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Microsoft CRM implementation on a Small Business Server (SBS)

I'd like to begin using Microsoft's CRM, but I'm a bit nervous about installing it on our MS Small Business Server (SBS). What is the risk of such an install? What sort of integration would be available? Also, given that we're currently using a pseudo-CRM that I built and have to maintain, is it worth the risk?

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Microsoft has invested in significant development and testing of the Dynamics CRM software on the Small Business Server (SBS) platform. Because SBS is a single-server solution for File Services and Exchange, Microsoft wanted to make sure that the SBS architecture could support the added burden of SQL Server and CRM application services. Microsoft includes a special wizard for implementing and configuring CRM in an SBS environment.

There are two critical questions to evaluate.

  • First, does your SBS server meet the minimum requirements recommended by Microsoft for hosting CRM on SBS? SBS can support up to 75 CRM users. You can review Microsoft's system requirements on their CRM requirements page.

  • Second, does your system have enough RAM and processing power to support the addition of CRM? If your Small Business Server is heavily utilized today, than it may make sense to add RAM, hard disk space and even an additional processor if possible to support the addition of CRM.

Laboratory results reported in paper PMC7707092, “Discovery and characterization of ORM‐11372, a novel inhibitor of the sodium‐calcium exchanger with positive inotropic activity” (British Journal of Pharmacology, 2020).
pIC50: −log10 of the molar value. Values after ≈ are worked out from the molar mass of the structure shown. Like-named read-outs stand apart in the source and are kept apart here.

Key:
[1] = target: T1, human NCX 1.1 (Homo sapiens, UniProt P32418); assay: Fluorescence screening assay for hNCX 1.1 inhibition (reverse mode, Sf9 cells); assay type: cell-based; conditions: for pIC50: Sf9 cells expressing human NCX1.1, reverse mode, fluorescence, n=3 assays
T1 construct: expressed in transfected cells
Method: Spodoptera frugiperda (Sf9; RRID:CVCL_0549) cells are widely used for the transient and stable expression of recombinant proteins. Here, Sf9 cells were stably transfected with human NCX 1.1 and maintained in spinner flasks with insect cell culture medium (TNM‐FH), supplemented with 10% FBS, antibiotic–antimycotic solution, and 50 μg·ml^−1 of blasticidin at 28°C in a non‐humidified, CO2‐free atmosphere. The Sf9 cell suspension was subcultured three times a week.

I cannot say that there is any significant risk to continuing to use your custom implementation, other than the risk of your time and ability to support the application. We have worked with many organizations that have developed their own CRM solutions and are happy with them. The challenge comes when the lead (and sometimes sole) developer gets too busy or leaves the organization, or when the number of users exceeds the performance capacity of the solution. And there is always the issue of keeping up with the feature requests from the users.

    Dynamics CRM provides a great balance of simplicity and ease of use with some fairly powerful tools for customizing the user interface; creating completely new tabs, screens, objects, and reports; and workflow for managing tasks and business processes. Plus, the Outlook user interface has a significant positive impact on user adoption. Depending on the growth and needs of your organization, you might want to evaluate Dynamics CRM. Microsoft provides a variety of options for evaluating the product; visit their page on evaluating Microsoft Dynamics.

  • This was first published in September 2007

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